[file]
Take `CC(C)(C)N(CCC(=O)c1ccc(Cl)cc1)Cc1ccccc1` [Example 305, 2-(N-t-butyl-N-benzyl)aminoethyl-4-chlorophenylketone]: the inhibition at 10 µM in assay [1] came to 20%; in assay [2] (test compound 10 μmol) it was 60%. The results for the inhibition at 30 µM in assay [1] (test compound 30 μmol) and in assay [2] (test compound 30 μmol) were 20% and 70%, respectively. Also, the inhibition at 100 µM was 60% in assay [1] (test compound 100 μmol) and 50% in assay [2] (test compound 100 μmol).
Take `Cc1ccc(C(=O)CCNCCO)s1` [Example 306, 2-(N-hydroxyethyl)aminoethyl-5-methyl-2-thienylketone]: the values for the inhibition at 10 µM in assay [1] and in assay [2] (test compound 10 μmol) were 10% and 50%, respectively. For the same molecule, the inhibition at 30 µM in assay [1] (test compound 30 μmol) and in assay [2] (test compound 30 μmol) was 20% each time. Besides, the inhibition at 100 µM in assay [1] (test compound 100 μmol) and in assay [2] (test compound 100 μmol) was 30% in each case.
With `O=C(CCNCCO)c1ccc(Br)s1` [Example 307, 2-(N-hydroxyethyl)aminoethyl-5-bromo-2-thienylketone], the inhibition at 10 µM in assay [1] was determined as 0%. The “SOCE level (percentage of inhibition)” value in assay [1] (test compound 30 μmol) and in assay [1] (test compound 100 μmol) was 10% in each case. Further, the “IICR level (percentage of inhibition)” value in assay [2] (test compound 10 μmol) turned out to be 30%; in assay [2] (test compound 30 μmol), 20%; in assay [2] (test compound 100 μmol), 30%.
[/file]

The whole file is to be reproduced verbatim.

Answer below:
Take `CC(C)(C)N(CCC(=O)c1ccc(Cl)cc1)Cc1ccccc1` [Example 305, 2-(N-t-butyl-N-benzyl)aminoethyl-4-chlorophenylketone]: the inhibition at 10 µM in assay [1] came to 20%; in assay [2] (test compound 10 μmol) it was 60%. The results for the inhibition at 30 µM in assay [1] (test compound 30 μmol) and in assay [2] (test compound 30 μmol) were 20% and 70%, respectively. Also, the inhibition at 100 µM was 60% in assay [1] (test compound 100 μmol) and 50% in assay [2] (test compound 100 μmol).
Take `Cc1ccc(C(=O)CCNCCO)s1` [Example 306, 2-(N-hydroxyethyl)aminoethyl-5-methyl-2-thienylketone]: the values for the inhibition at 10 µM in assay [1] and in assay [2] (test compound 10 μmol) were 10% and 50%, respectively. For the same molecule, the inhibition at 30 µM in assay [1] (test compound 30 μmol) and in assay [2] (test compound 30 μmol) was 20% each time. Besides, the inhibition at 100 µM in assay [1] (test compound 100 μmol) and in assay [2] (test compound 100 μmol) was 30% in each case.
With `O=C(CCNCCO)c1ccc(Br)s1` [Example 307, 2-(N-hydroxyethyl)aminoethyl-5-bromo-2-thienylketone], the inhibition at 10 µM in assay [1] was determined as 0%. The “SOCE level (percentage of inhibition)” value in assay [1] (test compound 30 μmol) and in assay [1] (test compound 100 μmol) was 10% in each case. Further, the “IICR level (percentage of inhibition)” value in assay [2] (test compound 10 μmol) turned out to be 30%; in assay [2] (test compound 30 μmol), 20%; in assay [2] (test compound 100 μmol), 30%.